RBI rate hike will bring down inflation and growth
The RBI surprised markets by raising the repo rate by 50bps in its policy review today. The end of fiscal year forecasts does not really give comfort on RBI’s reading of the economy. Inflation as measured by the WPI (Wholesale Price Index) is expected to end the fiscal year 2011-12 at 7% which is revised upwards from 6%. GDP growth expectations for 2011-12 is unrevised at around 8% levels while credit growth target is brought down by 1% from 19% to 18%. The optics of the move implies that RBI wants to being down aggregate demand in the country to curb inflation expectations, However falling aggregate demand will not hurt GDP growth nor will it bring down inflation as per the RBI.
The big bang rate hike of 50bps has hit the markets hard. Benchmark stock indices, the Nifty and Sensex are down by more than 1.5% while ten year benchmark bond yields have gone up by 10bps. The markets were expecting a 25bps hike with an indication of a pause in rate hikes and instead got a 50bps rate hike with no indication of a pause. The short term trend of the markets is down with both equities and bonds suffering from the jolt.
In the medium term the markets will have to assess the course of inflation, the course of the economy and potential moves by the RBI. The RBI’s chart of inflation is that inflation will remain at 9% plus levels till end of calendar year 2011 and then trend down towards 7%. The markets will have to question this assumption as the RBI forecasts on inflation have been wrong for over the full of last year. If the RBI can get inflation wrong on the way up it can get in wrong on the way down.
The course of inflation will be charted by economic growth variables. RBI has forecast GDP growth at 8% levels despite rate hikes and rising inflation. The RBI itself has pointed out that investment demand is slowing down and it could be a worry down the line. The rate hike of 50bps will push banks to raise lending rates and this will work towards bringing down investment demand, which is already trending down. A slew of weakening trends in the IIP (Index of Industrial Production) which is trending at 5.7% growth levels in the first two months of this fiscal against 7.8% growth seen for the full year of 2010-11 will bring down growth expectations sharply. A global slowdown on worries of US unemployment, China inflation and growth fears and Eurozone debt will further bring down growth expectations.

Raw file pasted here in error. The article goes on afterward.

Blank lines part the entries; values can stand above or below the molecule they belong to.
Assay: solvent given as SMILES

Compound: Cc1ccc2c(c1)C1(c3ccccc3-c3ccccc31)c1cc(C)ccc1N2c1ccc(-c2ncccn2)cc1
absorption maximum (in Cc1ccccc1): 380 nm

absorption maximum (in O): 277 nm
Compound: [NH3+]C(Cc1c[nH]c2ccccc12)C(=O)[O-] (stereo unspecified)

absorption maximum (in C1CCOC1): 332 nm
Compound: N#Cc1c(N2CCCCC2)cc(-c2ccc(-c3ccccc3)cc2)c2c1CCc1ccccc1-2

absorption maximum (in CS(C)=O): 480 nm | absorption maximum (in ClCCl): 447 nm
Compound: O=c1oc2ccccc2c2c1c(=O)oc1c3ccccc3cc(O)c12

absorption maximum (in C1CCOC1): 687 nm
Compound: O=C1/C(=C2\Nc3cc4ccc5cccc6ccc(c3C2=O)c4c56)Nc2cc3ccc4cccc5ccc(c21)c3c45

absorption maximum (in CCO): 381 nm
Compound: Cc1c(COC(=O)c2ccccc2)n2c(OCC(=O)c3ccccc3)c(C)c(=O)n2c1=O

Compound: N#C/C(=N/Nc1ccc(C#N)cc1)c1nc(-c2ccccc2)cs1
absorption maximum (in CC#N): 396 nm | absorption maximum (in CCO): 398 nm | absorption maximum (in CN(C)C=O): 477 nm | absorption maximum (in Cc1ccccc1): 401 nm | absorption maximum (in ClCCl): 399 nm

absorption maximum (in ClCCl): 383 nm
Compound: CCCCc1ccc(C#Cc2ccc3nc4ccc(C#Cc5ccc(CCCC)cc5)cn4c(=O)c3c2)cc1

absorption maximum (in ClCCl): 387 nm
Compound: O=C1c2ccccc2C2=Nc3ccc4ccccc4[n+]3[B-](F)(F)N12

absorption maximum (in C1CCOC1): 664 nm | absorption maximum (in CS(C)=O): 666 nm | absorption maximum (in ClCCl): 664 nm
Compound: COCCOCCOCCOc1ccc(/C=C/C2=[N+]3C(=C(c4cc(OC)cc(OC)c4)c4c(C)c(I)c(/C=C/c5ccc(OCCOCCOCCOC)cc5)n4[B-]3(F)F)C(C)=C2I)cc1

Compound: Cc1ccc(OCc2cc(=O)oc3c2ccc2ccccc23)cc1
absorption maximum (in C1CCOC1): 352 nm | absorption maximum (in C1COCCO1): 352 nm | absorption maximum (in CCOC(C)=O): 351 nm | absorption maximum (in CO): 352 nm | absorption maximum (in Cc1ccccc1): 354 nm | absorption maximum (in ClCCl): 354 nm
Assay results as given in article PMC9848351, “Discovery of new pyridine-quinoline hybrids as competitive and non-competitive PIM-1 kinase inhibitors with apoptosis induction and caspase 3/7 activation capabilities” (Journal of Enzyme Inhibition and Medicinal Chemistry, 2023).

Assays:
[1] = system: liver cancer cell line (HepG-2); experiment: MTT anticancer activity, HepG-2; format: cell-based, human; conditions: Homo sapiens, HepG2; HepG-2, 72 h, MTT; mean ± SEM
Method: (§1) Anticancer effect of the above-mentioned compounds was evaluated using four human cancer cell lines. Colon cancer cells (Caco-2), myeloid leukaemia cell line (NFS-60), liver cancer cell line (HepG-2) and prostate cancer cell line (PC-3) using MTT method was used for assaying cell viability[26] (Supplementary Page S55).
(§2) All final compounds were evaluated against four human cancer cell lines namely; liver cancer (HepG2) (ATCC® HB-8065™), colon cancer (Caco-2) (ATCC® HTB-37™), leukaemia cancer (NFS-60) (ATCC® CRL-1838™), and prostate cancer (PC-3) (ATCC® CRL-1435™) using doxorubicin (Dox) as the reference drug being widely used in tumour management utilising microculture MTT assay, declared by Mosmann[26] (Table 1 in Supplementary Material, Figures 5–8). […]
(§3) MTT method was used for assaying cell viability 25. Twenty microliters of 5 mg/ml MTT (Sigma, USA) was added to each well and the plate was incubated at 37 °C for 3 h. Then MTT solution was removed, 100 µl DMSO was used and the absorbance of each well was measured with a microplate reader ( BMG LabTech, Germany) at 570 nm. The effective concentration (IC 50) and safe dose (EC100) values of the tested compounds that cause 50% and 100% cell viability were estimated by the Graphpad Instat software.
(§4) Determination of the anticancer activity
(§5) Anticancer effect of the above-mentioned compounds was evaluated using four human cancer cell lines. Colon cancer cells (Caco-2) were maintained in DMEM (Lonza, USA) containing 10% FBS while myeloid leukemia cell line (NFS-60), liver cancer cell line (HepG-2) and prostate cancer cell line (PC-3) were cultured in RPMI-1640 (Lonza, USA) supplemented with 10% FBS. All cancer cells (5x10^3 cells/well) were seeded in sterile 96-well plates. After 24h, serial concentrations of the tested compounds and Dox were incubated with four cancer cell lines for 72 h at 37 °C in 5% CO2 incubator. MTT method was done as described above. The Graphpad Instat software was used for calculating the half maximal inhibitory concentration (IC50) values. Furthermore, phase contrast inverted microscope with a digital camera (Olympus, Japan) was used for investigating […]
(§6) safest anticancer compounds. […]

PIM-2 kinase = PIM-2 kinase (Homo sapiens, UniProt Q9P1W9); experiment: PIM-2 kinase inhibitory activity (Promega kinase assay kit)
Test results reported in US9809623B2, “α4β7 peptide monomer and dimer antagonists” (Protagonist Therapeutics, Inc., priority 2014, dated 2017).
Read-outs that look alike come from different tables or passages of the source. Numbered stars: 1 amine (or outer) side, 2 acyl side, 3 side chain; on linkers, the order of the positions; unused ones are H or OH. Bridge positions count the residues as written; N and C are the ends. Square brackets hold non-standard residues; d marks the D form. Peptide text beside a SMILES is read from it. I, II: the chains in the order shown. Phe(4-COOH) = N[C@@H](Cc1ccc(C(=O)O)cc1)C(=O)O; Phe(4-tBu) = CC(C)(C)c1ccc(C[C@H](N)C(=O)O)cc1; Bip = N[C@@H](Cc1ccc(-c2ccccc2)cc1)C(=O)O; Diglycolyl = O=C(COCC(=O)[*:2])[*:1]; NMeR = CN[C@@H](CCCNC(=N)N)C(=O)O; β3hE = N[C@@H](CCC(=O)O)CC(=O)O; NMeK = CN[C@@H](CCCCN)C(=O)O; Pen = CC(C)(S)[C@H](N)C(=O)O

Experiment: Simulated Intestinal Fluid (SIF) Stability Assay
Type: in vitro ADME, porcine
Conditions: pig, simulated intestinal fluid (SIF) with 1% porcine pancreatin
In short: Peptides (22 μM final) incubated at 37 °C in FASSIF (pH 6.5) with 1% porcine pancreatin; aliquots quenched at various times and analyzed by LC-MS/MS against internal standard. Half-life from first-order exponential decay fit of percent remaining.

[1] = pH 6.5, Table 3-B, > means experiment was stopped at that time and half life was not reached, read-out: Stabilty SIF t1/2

The RBI has raised rates cumulatively by 125bps in the last three months. In this policy review it has mentioned that inflation remains a pre dominant concern but there are recognizable threats to growth as well. The RBI’s next review is in September when the monsoon would have done its course and there will be more data points on the trend of economic growth. It is unlikely that RBI will raise rates further unless there is a real threat to inflation in the form of commodity prices.
The RBI is being unrealistic in projecting steady economic growth and rising inflation expectations amidst a period of monetary tightening. Growth or inflation or both growth and inflation will have to come off.
Growth and inflation will come off as RBI maintains a tight policy regime despite signs of demand coming off. Inflation coming off is good for bonds but growth coming off will pressurize equity markets. However, if there are expectations that the next fiscal will see monetary policy loosening, equity markets will look up.